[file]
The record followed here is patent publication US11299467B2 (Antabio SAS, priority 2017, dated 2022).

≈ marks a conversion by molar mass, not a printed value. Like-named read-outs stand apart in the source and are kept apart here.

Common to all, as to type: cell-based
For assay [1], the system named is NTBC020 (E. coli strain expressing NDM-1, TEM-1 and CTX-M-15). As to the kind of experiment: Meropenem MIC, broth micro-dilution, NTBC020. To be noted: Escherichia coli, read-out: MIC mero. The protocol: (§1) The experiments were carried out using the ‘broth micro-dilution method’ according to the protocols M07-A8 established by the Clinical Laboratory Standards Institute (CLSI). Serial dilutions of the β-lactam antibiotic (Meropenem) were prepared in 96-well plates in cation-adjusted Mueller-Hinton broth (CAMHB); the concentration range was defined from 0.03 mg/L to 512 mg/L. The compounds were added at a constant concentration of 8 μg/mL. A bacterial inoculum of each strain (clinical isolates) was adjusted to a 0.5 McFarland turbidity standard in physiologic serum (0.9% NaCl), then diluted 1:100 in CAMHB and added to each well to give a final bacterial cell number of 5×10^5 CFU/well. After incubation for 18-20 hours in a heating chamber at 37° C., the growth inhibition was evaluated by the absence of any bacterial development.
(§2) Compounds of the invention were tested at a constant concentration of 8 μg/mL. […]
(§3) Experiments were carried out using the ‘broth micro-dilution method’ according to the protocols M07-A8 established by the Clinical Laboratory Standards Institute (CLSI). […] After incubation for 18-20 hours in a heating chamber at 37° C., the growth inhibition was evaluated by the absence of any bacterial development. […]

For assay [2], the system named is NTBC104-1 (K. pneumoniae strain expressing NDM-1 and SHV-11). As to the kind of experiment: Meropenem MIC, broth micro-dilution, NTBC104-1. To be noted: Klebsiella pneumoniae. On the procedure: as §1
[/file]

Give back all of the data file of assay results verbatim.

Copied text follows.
The record followed here is patent publication US11299467B2 (Antabio SAS, priority 2017, dated 2022).

≈ marks a conversion by molar mass, not a printed value. Like-named read-outs stand apart in the source and are kept apart here.

Common to all, as to type: cell-based
For assay [1], the system named is NTBC020 (E. coli strain expressing NDM-1, TEM-1 and CTX-M-15). As to the kind of experiment: Meropenem MIC, broth micro-dilution, NTBC020. To be noted: Escherichia coli, read-out: MIC mero. The protocol: (§1) The experiments were carried out using the ‘broth micro-dilution method’ according to the protocols M07-A8 established by the Clinical Laboratory Standards Institute (CLSI). Serial dilutions of the β-lactam antibiotic (Meropenem) were prepared in 96-well plates in cation-adjusted Mueller-Hinton broth (CAMHB); the concentration range was defined from 0.03 mg/L to 512 mg/L. The compounds were added at a constant concentration of 8 μg/mL. A bacterial inoculum of each strain (clinical isolates) was adjusted to a 0.5 McFarland turbidity standard in physiologic serum (0.9% NaCl), then diluted 1:100 in CAMHB and added to each well to give a final bacterial cell number of 5×10^5 CFU/well. After incubation for 18-20 hours in a heating chamber at 37° C., the growth inhibition was evaluated by the absence of any bacterial development.
(§2) Compounds of the invention were tested at a constant concentration of 8 μg/mL. […]
(§3) Experiments were carried out using the ‘broth micro-dilution method’ according to the protocols M07-A8 established by the Clinical Laboratory Standards Institute (CLSI). […] After incubation for 18-20 hours in a heating chamber at 37° C., the growth inhibition was evaluated by the absence of any bacterial development. […]

For assay [2], the system named is NTBC104-1 (K. pneumoniae strain expressing NDM-1 and SHV-11). As to the kind of experiment: Meropenem MIC, broth micro-dilution, NTBC104-1. To be noted: Klebsiella pneumoniae. On the procedure: as §1